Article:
|Maryellen Atkin's "Ship in a bottle"|
At this point it's vital to stay true to your character. Contrast does not equal Contradiction! Another student I know created a character that was very poor and desperate, yet there he was sipping sake and smoking cigarettes! That is a contradiction. Better to support your character's personality with props and circumstance, rather than going against it. This will ultimately serve the conflict as you make each personality very clear. This same poor and desperate character will look even more poor and desperate when confronted with a wealthy, well fed antagonist. Allow every element to feed into your conflict. If your character is starving, exaggerate his thinness, have him eating his belt, study how hungry people move, how they talk and walk. Illustrate the extreme opposite of this, and study that. Study how fat people move and talk, how they eat. Study Study Study. There is a world out there to observe and digest.
Conflict needs to build. Years ago, my screenwriting teacher called it "Upping the Stakes". I like to simply call it "build up" in preparation for a release. This is the volcano that is about to erupt. This is the bridge that is about to collapse. Push it farther, build up to an extreme, and hold it as long as you can. Then, bring back some contrast. You're building, building, building... and then break to a quiet subtle action.. then back to building building. animator PES used this trick when he animated commercials for Coinstar. PES typically gives all his objects a directive, a mission. He then builds on this showing a larger world of multiple objects all striving toward a similar goal, boldly moving and breaking through barriers. But then he will cut to a more quiet, individual moment, a character struggling to do what all the others are doing without effort. This character is the "Gimp" and brings contrast and emotion to the build up sequence. This break from a build up is a wonderful way to inject a bit of contrast at the very moment where everything is at it's most tense. PES did this again in his short film "Game Over" where we are led on a tour of classic video games, acted out by household objects. When we cut to a new game, there is a quiet mood (for example the deep two note melody of "Space Invaders") and each game sequence builds up until it's time to cut to the next game. PES brilliantly ended this short with pac man disappearing into a simple "Game Over".. (more on endings and resolution on next post).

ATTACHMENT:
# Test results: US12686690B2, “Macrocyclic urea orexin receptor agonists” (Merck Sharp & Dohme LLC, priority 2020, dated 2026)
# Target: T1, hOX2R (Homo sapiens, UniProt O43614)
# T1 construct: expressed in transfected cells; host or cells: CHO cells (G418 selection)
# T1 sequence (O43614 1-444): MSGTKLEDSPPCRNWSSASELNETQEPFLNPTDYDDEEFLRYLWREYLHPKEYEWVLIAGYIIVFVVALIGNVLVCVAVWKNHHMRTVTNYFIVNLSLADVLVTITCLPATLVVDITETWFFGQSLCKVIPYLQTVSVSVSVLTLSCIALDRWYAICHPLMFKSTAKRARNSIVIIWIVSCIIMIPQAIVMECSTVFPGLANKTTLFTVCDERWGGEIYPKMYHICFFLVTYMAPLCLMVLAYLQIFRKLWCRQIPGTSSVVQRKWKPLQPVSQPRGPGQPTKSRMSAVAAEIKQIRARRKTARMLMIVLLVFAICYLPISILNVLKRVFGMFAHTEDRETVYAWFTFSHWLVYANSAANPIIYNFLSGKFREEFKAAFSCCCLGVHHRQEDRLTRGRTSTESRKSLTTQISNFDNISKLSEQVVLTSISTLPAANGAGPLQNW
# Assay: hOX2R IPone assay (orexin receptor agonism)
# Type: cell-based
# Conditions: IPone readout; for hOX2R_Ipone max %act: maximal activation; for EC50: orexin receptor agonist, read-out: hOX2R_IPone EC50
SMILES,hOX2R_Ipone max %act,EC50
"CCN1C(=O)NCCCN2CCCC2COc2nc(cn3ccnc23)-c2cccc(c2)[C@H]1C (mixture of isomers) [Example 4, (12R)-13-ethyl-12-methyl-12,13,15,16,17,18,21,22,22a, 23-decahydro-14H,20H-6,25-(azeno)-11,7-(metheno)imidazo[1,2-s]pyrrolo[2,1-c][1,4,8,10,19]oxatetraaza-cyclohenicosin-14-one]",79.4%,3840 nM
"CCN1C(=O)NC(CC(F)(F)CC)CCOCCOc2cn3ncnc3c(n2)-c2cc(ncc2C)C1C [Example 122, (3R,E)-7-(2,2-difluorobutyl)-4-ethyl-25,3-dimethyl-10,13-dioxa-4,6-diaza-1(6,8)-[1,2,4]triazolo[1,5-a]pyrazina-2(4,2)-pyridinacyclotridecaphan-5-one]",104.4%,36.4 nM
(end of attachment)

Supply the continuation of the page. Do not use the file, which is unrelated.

|PES's "Gimp" character for Coinstar|
|Characters fighting to pull each other free from "Handshake"|
Conflict can come in so many ways. Conflict is everywhere. It's in the picture frame that won't stay up, it's in the drunk man trying to focus his eyes, it's in the dented aluminum can standing next to a brand new un-dented version. Conflict is your "Image" put into motion, given a struggle, some type of circumstance that brings it away from the norm. What we've done here is establish this normal state, and then change it, giving it a challenge, a story. This conflict inevitably ends with the "resolution." And that is up next.